‘GQ’ Cover Refers To Serena Williams As ‘Woman’ In Quotation Marks

The Serena issue's wording has drawn controversy to the annual 'Men of the Year' roundup.

Serena Williams snickers over at chair umpire.
Elsa / Getty Images

The Serena issue's wording has drawn controversy to the annual 'Men of the Year' roundup.

Amid backlash from readers who have pointed out her storied battle against masculine taunts, GQ is defending its decision to put the word “Woman” in quotation marks on a cover issue that names Serena Williams Woman of the Year for 2018.

People magazine reported that the release of four separate editions to reveal GQ’s annual “Men of the Year” roundup was followed by a wave of criticism as soon as the issue fronted by an image of Serena went viral on Monday, November 12. The matter of contention wasn’t that the publication chose to celebrate a woman, as GQ has been including women among its honorees since 2003. Rather, the primary gripes were related to the connotation quotation marks can have when one means to convey an idea as presented. Within hours the tennis great’s name was trending on the strength of tweets that accused the male-focused magazine of body shaming Serena with a backhanded insult that racist and sexist trolls continue to recycle.

GQ research manager Mick Rouse would respond to the outrage by informing critics that the title was styled by Off-White brand fashion designer Virgil Abloh, who is known to arbitrarily present his text as quotes. While Serena has yet issued a statement regarding the blow-back, as USA Today notes in its coverage of the controversy, she herself can attest to Abloh’s signature quotation marks being incorporated into themes from the Nike “Queen” collection they collaborated on in time for her recent U.S. Open run.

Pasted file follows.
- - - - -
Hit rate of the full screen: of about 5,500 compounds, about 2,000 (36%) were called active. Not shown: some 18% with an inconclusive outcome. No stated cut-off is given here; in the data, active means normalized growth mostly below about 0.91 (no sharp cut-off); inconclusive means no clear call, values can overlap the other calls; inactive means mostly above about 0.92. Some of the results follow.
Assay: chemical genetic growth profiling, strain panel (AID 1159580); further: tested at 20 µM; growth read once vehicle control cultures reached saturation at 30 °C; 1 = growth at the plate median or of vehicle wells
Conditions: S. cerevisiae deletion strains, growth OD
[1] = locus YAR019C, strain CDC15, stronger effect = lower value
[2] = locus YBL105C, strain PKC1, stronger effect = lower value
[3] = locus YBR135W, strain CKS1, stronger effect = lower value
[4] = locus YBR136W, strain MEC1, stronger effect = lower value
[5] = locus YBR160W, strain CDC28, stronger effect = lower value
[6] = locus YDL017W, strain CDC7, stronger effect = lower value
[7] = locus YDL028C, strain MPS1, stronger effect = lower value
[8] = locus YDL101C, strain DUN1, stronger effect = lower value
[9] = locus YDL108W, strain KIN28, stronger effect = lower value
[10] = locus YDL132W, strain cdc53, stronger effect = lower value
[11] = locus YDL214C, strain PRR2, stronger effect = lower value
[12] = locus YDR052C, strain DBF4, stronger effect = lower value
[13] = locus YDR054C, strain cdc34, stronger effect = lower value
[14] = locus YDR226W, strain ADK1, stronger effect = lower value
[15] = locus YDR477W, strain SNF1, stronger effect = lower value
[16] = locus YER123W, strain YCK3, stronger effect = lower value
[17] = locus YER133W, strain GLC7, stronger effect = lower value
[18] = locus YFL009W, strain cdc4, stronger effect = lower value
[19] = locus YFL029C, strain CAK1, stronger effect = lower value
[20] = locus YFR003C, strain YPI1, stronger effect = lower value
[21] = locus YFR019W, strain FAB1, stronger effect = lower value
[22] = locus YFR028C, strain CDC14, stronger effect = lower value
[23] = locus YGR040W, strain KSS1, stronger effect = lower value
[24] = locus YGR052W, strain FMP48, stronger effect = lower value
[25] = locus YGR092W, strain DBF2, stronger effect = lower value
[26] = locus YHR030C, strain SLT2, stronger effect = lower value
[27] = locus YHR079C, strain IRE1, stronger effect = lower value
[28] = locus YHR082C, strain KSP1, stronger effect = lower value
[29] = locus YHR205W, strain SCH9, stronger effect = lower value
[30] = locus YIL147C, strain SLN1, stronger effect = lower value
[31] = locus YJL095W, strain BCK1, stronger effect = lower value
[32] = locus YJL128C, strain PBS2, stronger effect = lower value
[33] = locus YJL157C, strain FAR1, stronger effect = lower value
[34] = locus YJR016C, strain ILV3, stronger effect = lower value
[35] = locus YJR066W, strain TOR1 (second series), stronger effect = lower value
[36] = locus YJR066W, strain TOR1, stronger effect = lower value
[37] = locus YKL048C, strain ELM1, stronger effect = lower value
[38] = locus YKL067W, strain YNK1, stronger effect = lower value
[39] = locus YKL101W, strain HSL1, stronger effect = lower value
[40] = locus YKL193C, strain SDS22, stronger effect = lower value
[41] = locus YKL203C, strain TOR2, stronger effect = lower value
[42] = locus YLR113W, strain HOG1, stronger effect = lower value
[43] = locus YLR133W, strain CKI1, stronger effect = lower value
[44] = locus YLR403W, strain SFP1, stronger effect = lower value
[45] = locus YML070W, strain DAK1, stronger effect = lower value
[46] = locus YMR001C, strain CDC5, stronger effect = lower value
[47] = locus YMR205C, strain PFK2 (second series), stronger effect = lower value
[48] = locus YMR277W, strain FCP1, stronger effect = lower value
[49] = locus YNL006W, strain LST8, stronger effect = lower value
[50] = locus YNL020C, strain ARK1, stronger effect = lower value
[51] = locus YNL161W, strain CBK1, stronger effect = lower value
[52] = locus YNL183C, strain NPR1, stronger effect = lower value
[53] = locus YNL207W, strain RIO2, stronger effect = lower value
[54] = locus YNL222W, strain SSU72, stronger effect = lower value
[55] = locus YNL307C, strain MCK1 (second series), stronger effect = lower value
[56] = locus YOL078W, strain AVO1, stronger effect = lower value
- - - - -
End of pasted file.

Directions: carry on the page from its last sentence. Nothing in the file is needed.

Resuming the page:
Michael B. Jordan, Henry Golding, and Jonah Hill are featured on the other three covers of the ceremonious December issue. None of their corresponding titles veer from the conventional text.

Due to her muscular physique, Williams has faced body shaming language that has been characterized as racist and sexist for most of her career. Such degradation hasn’t simply been relegated to social media. In 2014, Russian Tennis Federation President Shamil Tarpischev was fined and suspended for an entire year after he alluded to Serena and her sister Venus as the “Williams brothers.” It wasn’t until one year ago that she forcefully addressed the insults in a letter that she addressed to her mother via Reddit.

“I’ve been called [a] man because I appeared outwardly strong. It has been said I don’t belong in women’s sports — that I belong in men’s — because I look stronger than many other women do. (No, I just work hard and I was born with this bada** body and [I’m] proud of it),” wrote Serena.